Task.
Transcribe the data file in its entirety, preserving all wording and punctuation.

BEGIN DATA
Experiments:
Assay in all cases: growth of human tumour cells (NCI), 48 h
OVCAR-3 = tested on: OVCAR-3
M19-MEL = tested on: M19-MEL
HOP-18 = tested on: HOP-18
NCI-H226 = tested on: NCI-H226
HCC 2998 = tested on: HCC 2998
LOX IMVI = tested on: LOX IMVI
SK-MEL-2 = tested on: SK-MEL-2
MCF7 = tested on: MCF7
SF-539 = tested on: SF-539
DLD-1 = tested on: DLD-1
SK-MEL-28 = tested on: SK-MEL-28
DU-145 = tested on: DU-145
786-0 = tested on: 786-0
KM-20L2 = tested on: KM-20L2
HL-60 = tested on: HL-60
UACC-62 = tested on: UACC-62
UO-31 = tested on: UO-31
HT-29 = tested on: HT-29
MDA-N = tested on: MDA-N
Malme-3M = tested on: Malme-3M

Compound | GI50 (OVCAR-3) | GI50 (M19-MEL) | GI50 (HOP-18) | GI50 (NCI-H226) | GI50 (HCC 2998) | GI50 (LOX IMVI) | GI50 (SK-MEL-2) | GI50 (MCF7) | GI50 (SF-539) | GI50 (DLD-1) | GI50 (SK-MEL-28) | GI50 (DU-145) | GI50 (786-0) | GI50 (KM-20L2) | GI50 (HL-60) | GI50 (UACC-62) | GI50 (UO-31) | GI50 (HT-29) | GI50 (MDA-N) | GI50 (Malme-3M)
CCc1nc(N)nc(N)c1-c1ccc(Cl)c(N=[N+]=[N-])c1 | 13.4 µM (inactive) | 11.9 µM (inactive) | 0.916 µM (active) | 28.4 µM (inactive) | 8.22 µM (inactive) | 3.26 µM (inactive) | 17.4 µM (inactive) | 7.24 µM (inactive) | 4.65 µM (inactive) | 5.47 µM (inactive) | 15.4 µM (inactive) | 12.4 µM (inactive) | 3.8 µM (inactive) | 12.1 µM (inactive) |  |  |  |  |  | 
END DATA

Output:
Experiments:
Assay in all cases: growth of human tumour cells (NCI), 48 h
OVCAR-3 = tested on: OVCAR-3
M19-MEL = tested on: M19-MEL
HOP-18 = tested on: HOP-18
NCI-H226 = tested on: NCI-H226
HCC 2998 = tested on: HCC 2998
LOX IMVI = tested on: LOX IMVI
SK-MEL-2 = tested on: SK-MEL-2
MCF7 = tested on: MCF7
SF-539 = tested on: SF-539
DLD-1 = tested on: DLD-1
SK-MEL-28 = tested on: SK-MEL-28
DU-145 = tested on: DU-145
786-0 = tested on: 786-0
KM-20L2 = tested on: KM-20L2
HL-60 = tested on: HL-60
UACC-62 = tested on: UACC-62
UO-31 = tested on: UO-31
HT-29 = tested on: HT-29
MDA-N = tested on: MDA-N
Malme-3M = tested on: Malme-3M

Compound | GI50 (OVCAR-3) | GI50 (M19-MEL) | GI50 (HOP-18) | GI50 (NCI-H226) | GI50 (HCC 2998) | GI50 (LOX IMVI) | GI50 (SK-MEL-2) | GI50 (MCF7) | GI50 (SF-539) | GI50 (DLD-1) | GI50 (SK-MEL-28) | GI50 (DU-145) | GI50 (786-0) | GI50 (KM-20L2) | GI50 (HL-60) | GI50 (UACC-62) | GI50 (UO-31) | GI50 (HT-29) | GI50 (MDA-N) | GI50 (Malme-3M)
CCc1nc(N)nc(N)c1-c1ccc(Cl)c(N=[N+]=[N-])c1 | 13.4 µM (inactive) | 11.9 µM (inactive) | 0.916 µM (active) | 28.4 µM (inactive) | 8.22 µM (inactive) | 3.26 µM (inactive) | 17.4 µM (inactive) | 7.24 µM (inactive) | 4.65 µM (inactive) | 5.47 µM (inactive) | 15.4 µM (inactive) | 12.4 µM (inactive) | 3.8 µM (inactive) | 12.1 µM (inactive) |  |  |  |  |  | 